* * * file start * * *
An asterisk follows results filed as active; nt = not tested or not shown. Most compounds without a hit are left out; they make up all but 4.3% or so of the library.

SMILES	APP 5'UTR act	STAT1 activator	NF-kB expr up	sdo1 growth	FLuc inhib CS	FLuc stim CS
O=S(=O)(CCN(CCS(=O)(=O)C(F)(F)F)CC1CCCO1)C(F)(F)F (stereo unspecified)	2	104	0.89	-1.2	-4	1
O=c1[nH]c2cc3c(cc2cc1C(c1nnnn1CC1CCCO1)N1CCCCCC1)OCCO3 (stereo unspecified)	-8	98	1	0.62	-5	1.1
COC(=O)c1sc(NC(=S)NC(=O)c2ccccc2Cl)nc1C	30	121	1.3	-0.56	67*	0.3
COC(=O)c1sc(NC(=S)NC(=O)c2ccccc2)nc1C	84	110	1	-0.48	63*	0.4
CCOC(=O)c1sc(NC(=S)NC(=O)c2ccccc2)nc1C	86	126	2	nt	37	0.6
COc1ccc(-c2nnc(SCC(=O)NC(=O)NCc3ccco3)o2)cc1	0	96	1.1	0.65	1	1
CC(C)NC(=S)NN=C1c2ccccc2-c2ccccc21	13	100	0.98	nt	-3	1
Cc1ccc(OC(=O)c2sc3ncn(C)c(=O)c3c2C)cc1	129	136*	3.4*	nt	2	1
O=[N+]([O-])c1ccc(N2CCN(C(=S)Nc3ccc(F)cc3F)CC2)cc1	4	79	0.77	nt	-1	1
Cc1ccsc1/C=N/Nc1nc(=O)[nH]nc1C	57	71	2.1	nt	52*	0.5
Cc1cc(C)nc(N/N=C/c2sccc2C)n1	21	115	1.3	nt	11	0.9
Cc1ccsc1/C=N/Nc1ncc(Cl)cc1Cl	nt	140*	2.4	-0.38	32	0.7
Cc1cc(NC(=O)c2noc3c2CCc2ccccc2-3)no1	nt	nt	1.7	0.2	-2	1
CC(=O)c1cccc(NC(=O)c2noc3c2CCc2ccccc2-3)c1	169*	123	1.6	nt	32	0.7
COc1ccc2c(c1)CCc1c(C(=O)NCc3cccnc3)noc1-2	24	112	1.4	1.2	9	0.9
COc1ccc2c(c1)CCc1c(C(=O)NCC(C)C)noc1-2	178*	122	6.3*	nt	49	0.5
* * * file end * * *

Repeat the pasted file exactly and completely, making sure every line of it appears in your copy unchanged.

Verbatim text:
An asterisk follows results filed as active; nt = not tested or not shown. Most compounds without a hit are left out; they make up all but 4.3% or so of the library.

SMILES	APP 5'UTR act	STAT1 activator	NF-kB expr up	sdo1 growth	FLuc inhib CS	FLuc stim CS
O=S(=O)(CCN(CCS(=O)(=O)C(F)(F)F)CC1CCCO1)C(F)(F)F (stereo unspecified)	2	104	0.89	-1.2	-4	1
O=c1[nH]c2cc3c(cc2cc1C(c1nnnn1CC1CCCO1)N1CCCCCC1)OCCO3 (stereo unspecified)	-8	98	1	0.62	-5	1.1
COC(=O)c1sc(NC(=S)NC(=O)c2ccccc2Cl)nc1C	30	121	1.3	-0.56	67*	0.3
COC(=O)c1sc(NC(=S)NC(=O)c2ccccc2)nc1C	84	110	1	-0.48	63*	0.4
CCOC(=O)c1sc(NC(=S)NC(=O)c2ccccc2)nc1C	86	126	2	nt	37	0.6
COc1ccc(-c2nnc(SCC(=O)NC(=O)NCc3ccco3)o2)cc1	0	96	1.1	0.65	1	1
CC(C)NC(=S)NN=C1c2ccccc2-c2ccccc21	13	100	0.98	nt	-3	1
Cc1ccc(OC(=O)c2sc3ncn(C)c(=O)c3c2C)cc1	129	136*	3.4*	nt	2	1
O=[N+]([O-])c1ccc(N2CCN(C(=S)Nc3ccc(F)cc3F)CC2)cc1	4	79	0.77	nt	-1	1
Cc1ccsc1/C=N/Nc1nc(=O)[nH]nc1C	57	71	2.1	nt	52*	0.5
Cc1cc(C)nc(N/N=C/c2sccc2C)n1	21	115	1.3	nt	11	0.9
Cc1ccsc1/C=N/Nc1ncc(Cl)cc1Cl	nt	140*	2.4	-0.38	32	0.7
Cc1cc(NC(=O)c2noc3c2CCc2ccccc2-3)no1	nt	nt	1.7	0.2	-2	1
CC(=O)c1cccc(NC(=O)c2noc3c2CCc2ccccc2-3)c1	169*	123	1.6	nt	32	0.7
COc1ccc2c(c1)CCc1c(C(=O)NCc3cccnc3)noc1-2	24	112	1.4	1.2	9	0.9
COc1ccc2c(c1)CCc1c(C(=O)NCC(C)C)noc1-2	178*	122	6.3*	nt	49	0.5